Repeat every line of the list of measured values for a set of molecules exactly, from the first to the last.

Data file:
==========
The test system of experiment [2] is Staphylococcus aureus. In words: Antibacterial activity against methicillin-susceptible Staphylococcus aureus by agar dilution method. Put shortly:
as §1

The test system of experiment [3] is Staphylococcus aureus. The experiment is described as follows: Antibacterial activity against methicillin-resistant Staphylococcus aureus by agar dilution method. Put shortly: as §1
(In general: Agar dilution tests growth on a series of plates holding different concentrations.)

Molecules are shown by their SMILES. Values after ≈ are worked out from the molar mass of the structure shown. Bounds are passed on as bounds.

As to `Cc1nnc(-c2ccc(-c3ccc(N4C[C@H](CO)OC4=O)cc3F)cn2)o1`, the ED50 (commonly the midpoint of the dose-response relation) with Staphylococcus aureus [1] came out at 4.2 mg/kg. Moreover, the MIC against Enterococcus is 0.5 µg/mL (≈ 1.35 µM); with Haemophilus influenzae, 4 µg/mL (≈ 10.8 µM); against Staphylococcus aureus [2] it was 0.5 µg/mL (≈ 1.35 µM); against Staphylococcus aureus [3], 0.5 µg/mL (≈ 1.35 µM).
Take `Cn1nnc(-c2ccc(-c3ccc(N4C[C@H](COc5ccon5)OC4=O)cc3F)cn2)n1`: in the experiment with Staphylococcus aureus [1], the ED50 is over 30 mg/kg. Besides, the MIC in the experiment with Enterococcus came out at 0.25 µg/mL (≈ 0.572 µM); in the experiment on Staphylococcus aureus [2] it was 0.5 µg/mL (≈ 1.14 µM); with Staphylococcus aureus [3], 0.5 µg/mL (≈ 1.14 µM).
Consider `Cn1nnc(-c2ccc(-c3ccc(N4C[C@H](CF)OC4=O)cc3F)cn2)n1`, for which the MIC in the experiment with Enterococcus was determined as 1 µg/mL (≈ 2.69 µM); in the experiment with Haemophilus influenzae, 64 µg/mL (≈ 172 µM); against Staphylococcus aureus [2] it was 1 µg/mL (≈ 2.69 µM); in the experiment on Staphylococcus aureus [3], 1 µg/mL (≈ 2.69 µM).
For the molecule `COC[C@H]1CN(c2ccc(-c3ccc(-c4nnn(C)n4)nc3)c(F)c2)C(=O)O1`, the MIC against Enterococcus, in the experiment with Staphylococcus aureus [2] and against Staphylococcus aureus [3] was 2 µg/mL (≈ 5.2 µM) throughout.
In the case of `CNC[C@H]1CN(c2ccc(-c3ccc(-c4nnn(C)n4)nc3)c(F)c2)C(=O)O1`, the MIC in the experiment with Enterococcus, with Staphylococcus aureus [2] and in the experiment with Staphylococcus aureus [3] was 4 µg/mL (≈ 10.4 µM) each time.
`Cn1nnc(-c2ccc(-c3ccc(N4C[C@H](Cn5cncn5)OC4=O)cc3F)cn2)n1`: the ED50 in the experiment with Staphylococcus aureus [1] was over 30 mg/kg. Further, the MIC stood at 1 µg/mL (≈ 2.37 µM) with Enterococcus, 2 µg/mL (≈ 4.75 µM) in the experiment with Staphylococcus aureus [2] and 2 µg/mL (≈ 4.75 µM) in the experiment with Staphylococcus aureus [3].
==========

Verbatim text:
The test system of experiment [2] is Staphylococcus aureus. In words: Antibacterial activity against methicillin-susceptible Staphylococcus aureus by agar dilution method. Put shortly:
as §1

The test system of experiment [3] is Staphylococcus aureus. The experiment is described as follows: Antibacterial activity against methicillin-resistant Staphylococcus aureus by agar dilution method. Put shortly: as §1
(In general: Agar dilution tests growth on a series of plates holding different concentrations.)

Molecules are shown by their SMILES. Values after ≈ are worked out from the molar mass of the structure shown. Bounds are passed on as bounds.

As to `Cc1nnc(-c2ccc(-c3ccc(N4C[C@H](CO)OC4=O)cc3F)cn2)o1`, the ED50 (commonly the midpoint of the dose-response relation) with Staphylococcus aureus [1] came out at 4.2 mg/kg. Moreover, the MIC against Enterococcus is 0.5 µg/mL (≈ 1.35 µM); with Haemophilus influenzae, 4 µg/mL (≈ 10.8 µM); against Staphylococcus aureus [2] it was 0.5 µg/mL (≈ 1.35 µM); against Staphylococcus aureus [3], 0.5 µg/mL (≈ 1.35 µM).
Take `Cn1nnc(-c2ccc(-c3ccc(N4C[C@H](COc5ccon5)OC4=O)cc3F)cn2)n1`: in the experiment with Staphylococcus aureus [1], the ED50 is over 30 mg/kg. Besides, the MIC in the experiment with Enterococcus came out at 0.25 µg/mL (≈ 0.572 µM); in the experiment on Staphylococcus aureus [2] it was 0.5 µg/mL (≈ 1.14 µM); with Staphylococcus aureus [3], 0.5 µg/mL (≈ 1.14 µM).
Consider `Cn1nnc(-c2ccc(-c3ccc(N4C[C@H](CF)OC4=O)cc3F)cn2)n1`, for which the MIC in the experiment with Enterococcus was determined as 1 µg/mL (≈ 2.69 µM); in the experiment with Haemophilus influenzae, 64 µg/mL (≈ 172 µM); against Staphylococcus aureus [2] it was 1 µg/mL (≈ 2.69 µM); in the experiment on Staphylococcus aureus [3], 1 µg/mL (≈ 2.69 µM).
For the molecule `COC[C@H]1CN(c2ccc(-c3ccc(-c4nnn(C)n4)nc3)c(F)c2)C(=O)O1`, the MIC against Enterococcus, in the experiment with Staphylococcus aureus [2] and against Staphylococcus aureus [3] was 2 µg/mL (≈ 5.2 µM) throughout.
In the case of `CNC[C@H]1CN(c2ccc(-c3ccc(-c4nnn(C)n4)nc3)c(F)c2)C(=O)O1`, the MIC in the experiment with Enterococcus, with Staphylococcus aureus [2] and in the experiment with Staphylococcus aureus [3] was 4 µg/mL (≈ 10.4 µM) each time.
`Cn1nnc(-c2ccc(-c3ccc(N4C[C@H](Cn5cncn5)OC4=O)cc3F)cn2)n1`: the ED50 in the experiment with Staphylococcus aureus [1] was over 30 mg/kg. Further, the MIC stood at 1 µg/mL (≈ 2.37 µM) with Enterococcus, 2 µg/mL (≈ 4.75 µM) in the experiment with Staphylococcus aureus [2] and 2 µg/mL (≈ 4.75 µM) in the experiment with Staphylococcus aureus [3].